Wednesday, May 15, 2013

The Never-Ending Debate About Quality

I spent a little time last night crumpled into a ball of existential woe.  There were many reasons for this, but one of the issues at the core of my unhappiness was a pervasive feeling of loneliness.  I had gotten pulled into several online arguments among writers, and all of them left me miserable and confused.

Art is a tricky, confusing thing.  On the one hand, it seems that all art is subjective.  How do you tell whether a piece of writing is "good" or "bad"?  Can you just hold it up to a rubric of expected qualities and tropes?  What about the writing that breaks all the rules but is deemed "good" (or even "amazing") all the same?  What about books that are loved by readers but hated by critics, or vice versa?  And what about the books that everyone agrees are awful, but love anyway -- those "guilty pleasure" stories?

The whole thing is so complicated, and it's very easy to take an easy way out and say, "All art is subjective, there is no such thing as quality."

But that doesn't seem right.  Surely we can objectively state that a child's scribbling is not the same as a literary classic, just as we can tell that a person's first attempt at playing the piano is not on the same level as a grand master pianist.  We can identify skill when we see it.

So then there's other theories tossed around.  One popular one seems to be, "If it sells well, it must be good."  The idea suggests that quality is democratic, that it's something that can be voted on.  This is a very popular theory of late.  Not only are there best-sellers lists guiding the purchasing decisions of buyers, but art and services of all kinds are decided by popular opinion:  from game shows like American Idol to Yelp ratings to up-votes on Youtube and even social media like Reddit, the theory seems to be that if a lot of people like something, it must be good.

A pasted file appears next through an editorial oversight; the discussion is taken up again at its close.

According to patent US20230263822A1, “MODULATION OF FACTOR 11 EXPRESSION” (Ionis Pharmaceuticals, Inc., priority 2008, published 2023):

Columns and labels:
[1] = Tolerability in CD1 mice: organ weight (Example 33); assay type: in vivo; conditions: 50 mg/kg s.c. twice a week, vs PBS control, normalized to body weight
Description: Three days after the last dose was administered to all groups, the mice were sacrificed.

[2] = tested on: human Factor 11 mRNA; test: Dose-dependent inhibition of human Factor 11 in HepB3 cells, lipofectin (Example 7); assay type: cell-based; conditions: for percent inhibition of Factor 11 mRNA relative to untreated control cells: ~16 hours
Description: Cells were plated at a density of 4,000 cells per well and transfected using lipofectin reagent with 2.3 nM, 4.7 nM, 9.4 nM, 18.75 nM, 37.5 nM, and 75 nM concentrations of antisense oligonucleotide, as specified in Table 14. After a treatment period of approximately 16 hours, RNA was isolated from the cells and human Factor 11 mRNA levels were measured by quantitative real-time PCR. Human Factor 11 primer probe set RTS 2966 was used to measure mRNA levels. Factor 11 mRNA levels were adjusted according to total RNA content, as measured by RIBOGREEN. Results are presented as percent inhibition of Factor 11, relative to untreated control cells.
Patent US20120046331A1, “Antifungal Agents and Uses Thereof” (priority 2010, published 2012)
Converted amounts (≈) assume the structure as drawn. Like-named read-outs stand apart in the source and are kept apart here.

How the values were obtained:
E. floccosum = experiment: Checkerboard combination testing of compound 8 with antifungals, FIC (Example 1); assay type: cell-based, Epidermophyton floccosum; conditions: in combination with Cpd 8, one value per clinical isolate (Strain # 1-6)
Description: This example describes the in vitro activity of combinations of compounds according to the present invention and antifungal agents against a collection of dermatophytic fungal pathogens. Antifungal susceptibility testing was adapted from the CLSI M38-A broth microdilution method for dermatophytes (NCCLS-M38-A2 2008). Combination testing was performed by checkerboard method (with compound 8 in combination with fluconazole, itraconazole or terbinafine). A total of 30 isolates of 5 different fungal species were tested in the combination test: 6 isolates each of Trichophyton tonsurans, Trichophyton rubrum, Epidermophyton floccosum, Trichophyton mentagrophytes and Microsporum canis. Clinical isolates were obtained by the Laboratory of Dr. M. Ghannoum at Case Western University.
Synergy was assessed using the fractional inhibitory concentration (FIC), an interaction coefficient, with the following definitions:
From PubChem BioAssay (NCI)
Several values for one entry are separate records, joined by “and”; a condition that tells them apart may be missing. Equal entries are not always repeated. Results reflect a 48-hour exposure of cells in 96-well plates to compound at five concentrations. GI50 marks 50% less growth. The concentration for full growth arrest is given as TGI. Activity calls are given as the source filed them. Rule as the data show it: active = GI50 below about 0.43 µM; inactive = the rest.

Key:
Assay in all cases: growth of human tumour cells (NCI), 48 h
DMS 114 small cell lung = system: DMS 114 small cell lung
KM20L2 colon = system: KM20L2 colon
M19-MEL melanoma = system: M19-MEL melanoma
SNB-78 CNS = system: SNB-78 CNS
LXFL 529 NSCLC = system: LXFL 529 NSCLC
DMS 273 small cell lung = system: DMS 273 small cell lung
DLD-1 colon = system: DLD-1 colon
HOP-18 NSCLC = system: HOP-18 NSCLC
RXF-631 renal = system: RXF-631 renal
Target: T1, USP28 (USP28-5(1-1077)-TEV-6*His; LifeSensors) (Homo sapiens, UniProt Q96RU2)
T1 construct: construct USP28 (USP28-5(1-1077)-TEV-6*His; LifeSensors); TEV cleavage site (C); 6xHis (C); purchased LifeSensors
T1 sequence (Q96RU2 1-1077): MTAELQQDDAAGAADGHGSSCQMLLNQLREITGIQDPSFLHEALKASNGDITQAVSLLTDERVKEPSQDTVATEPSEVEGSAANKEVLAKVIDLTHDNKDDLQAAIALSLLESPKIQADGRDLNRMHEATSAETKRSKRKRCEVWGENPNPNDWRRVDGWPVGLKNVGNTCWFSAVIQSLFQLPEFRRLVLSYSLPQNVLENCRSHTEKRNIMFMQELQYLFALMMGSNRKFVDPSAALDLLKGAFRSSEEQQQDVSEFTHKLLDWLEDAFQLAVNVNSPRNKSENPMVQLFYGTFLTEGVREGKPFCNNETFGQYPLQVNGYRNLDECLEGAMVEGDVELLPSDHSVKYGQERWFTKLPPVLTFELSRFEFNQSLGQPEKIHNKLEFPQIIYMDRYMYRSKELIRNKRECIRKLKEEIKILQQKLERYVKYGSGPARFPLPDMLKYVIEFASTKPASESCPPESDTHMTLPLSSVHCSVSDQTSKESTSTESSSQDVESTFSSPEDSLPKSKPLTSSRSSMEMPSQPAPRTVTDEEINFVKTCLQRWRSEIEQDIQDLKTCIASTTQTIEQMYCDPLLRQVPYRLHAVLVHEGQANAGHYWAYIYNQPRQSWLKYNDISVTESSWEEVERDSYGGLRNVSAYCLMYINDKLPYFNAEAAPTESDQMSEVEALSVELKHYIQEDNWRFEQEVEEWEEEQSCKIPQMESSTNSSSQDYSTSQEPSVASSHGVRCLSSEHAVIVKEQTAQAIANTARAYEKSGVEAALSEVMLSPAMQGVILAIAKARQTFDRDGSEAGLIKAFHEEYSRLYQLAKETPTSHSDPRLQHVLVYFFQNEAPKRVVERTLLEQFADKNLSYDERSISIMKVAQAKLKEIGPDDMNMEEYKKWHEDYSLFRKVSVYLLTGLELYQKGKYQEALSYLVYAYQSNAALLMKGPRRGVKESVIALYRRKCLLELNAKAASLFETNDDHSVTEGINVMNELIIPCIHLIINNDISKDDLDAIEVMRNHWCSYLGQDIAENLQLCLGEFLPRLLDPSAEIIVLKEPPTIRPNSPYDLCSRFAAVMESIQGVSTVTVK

Yet even that seems unsatisfying.  There are lots of things that are popular that aren't particularly good, and things that are great that are unpopular.  Consider, for example, Honey Boo Boo, or Justin Bieber.

Which of course leads to some people holding the opposite reaction:  If something is popular, it must suck.

Like I said, this whole thing is a hornet's nest.  Something that seems so simple gets very complicated and ugly very fast once you start debating it.

I would argue that good art is effective.  That is, it does what the creator intends for it to do, and it's well-received by its target audience.

The question then becomes an issue of defining your target audience, and determining what does and does not work for them.  It also means accepting that your target audience may not be big enough to make your work "Popular."  You have to decide: Do you want to stay loyal to a small but loyal target audience, or do you want to appeal to the masses in hopes of greater success?

Myself, I'm in the "small but loyal" camp.  Of course, I would like it if my books spilled over into other groups and gained popularity and became break-away hits of awesomeness, but that's not really in my control.

What about you guys?  Do you know who your ideal readers are?  Do you have any tips for reaching your target audience?  Or do you think that something else determines quality?  Let me know in the comments!

1 comment:

  1. Interesting post. It is hard to define quality in the arts, whether it is writing or music or... I like your definition of effective :) For some of my pieces, I know exactly who I want reading them, for others, that is still coming...

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